Sandy Watches Foreign Films: Reminiscing childhood with the Italian “Cinema Paradiso”


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Philippe Noiret as Alfredo and Salvatore Cascio as Salvatore Di Vita star in the 1988 Italian film, “Cinema Paradiso.”

Sandy Cho, Online Editor-in-Chief

As I age, I begin to realize that my childhood feels shorter — or even worse, I forget the events and people who influenced the carefree days of youth, in which college applications and the daunting future were the least of my worries.

Recently, my parents and I went on a road trip through the suburbs in New Jersey, where I spent a majority of my early childhood. Driving past the creaky houses in my old neighborhood, memories of playing on the street with my best friend Elizabeth or walking to the nearby burger shop with my dad flooded back as I peered through the car window. I could almost imagine a tinier me, without glasses and short jet-black hair, hula-hooping on the driveway with the neighbors’ kids again.

It took a drive, a literal stroll down memory lane, for me to remember those who shaped me as who I am today.

Likewise for protagonist Salvatore Di Vita, portrayed by French actor Jacques Perrin, it took a bleak phone call, notifying him of the death of a man named Alfredo, to remind him of the people — and the movie theater — who shaped him as the man he is.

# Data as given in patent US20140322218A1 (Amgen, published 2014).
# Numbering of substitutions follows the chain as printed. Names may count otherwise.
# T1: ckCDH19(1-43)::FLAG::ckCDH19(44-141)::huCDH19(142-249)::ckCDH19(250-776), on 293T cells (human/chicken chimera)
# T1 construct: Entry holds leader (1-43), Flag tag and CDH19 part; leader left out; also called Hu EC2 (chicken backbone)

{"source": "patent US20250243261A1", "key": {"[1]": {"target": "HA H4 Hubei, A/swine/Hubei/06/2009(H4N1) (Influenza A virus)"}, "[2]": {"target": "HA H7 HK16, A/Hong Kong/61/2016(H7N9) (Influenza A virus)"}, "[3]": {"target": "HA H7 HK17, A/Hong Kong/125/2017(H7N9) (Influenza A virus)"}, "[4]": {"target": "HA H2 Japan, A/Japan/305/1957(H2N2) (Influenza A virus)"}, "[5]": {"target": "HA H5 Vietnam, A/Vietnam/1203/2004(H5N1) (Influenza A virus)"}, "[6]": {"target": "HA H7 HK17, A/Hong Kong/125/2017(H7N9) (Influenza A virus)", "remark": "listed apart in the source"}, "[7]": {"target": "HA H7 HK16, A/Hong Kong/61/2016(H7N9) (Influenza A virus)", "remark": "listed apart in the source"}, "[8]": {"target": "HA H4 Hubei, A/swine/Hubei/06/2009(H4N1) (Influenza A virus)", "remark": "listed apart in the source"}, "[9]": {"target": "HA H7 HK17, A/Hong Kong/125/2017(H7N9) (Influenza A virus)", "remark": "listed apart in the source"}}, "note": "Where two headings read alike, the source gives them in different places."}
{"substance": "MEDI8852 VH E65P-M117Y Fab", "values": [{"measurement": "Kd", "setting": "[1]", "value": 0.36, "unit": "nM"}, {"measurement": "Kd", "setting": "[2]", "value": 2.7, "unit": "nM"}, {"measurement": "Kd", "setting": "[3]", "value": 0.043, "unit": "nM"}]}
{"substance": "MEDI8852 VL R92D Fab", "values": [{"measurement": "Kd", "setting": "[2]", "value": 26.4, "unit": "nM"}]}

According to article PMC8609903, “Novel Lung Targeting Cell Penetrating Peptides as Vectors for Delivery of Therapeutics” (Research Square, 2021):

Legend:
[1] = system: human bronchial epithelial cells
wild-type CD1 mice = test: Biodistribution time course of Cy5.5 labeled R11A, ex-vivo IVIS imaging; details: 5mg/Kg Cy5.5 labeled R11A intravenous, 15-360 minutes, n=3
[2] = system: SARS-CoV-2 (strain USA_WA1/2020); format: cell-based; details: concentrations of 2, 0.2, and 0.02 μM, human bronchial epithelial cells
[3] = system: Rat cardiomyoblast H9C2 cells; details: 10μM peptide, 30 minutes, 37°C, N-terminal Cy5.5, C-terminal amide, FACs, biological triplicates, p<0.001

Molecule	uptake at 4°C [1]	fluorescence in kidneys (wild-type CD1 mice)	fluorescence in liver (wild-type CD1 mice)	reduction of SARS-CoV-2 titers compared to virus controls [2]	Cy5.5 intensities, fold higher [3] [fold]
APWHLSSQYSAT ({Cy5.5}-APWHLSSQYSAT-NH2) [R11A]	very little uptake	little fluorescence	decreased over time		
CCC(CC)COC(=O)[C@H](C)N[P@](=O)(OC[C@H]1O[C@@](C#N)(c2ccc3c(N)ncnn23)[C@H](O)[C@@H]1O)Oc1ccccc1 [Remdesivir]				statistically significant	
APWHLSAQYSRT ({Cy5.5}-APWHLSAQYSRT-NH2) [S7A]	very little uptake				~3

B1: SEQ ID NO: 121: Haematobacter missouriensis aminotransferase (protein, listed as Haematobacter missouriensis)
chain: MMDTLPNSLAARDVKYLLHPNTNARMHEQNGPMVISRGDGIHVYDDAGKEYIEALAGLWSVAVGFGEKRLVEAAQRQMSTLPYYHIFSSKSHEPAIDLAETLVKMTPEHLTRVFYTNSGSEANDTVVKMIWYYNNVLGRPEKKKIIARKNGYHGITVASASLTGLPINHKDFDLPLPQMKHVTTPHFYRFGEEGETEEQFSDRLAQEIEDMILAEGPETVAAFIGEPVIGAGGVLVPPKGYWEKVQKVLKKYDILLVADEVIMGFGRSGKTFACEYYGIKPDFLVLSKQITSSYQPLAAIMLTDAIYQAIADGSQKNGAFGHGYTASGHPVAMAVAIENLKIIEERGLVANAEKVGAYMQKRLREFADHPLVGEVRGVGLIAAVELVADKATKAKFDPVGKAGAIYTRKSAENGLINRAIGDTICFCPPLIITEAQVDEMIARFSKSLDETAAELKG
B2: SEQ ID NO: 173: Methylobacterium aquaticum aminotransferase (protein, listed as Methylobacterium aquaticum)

Directed by Italian director Giuseppe Tornatore, the critically acclaimed 1998 film “Cinema Paradiso” is primarily comprised of flashbacks of Di Vita’s childhood, starting when he was six, nicknamed “Toto” and portrayed by the adorable Salvatore Cascio. Di Vita bonded over cinema with the much older Alfredo, winningly portrayed by Philippe Noiret, who, at first, was reluctant to befriend this pesky little boy in the years following World War II.

Alfredo worked in the projector booth as the projectionist at a movie house, the eponymous Cinema Paradiso, censoring out romantic scenes in movies, as ordered by a local priest, by cutting out the scandalous portions out of the film strips. In one adorable scene, Di Vita would poke his head through the curtains to watch a movie with the two men.

As the two became unlikely friends, Alfredo now a father figure to the boy, an accident eventually caused Di Vita to man the projector reel. As Di Vita continued to grow up to become a young man, now portrayed by Marco Leonardi, and turn to Alfredo for advice on his life, he fell in love with the craft of cinema.

Winning several of the top cinematic awards, including the Academy Award for Best Foreign Film and Grand Prix du Jury at the Cannes Film Festival in 1989, “Cinema Paradiso” was sentimental, engaging and romantic, especially the final scene of the movie. The soundtrack, in particular, tugs on your heartstrings with that orchestral theme interspersed throughout the scenes.

This summer, I decided to take a break from blockbuster Hollywood movies and sappy romantic comedies, as exciting as they are, and see what foreign movies are like. “Cinema Paradiso” not only celebrates cinema but also transcends the language barrier and compels us to recall the wonders of our childhood.